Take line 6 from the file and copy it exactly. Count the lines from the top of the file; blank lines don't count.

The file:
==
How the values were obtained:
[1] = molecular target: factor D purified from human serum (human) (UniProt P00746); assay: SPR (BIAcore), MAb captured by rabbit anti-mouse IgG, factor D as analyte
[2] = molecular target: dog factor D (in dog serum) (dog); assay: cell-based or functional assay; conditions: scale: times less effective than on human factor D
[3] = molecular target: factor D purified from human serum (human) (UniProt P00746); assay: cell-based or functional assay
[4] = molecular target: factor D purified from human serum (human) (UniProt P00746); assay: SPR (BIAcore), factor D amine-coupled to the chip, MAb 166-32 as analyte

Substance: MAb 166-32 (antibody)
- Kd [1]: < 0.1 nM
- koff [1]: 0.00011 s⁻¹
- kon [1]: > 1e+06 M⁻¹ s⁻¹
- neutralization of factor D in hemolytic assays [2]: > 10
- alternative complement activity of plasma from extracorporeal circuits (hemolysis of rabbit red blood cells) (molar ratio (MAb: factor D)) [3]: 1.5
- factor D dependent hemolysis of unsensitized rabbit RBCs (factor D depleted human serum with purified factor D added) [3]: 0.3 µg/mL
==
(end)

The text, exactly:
Substance: MAb 166-32 (antibody)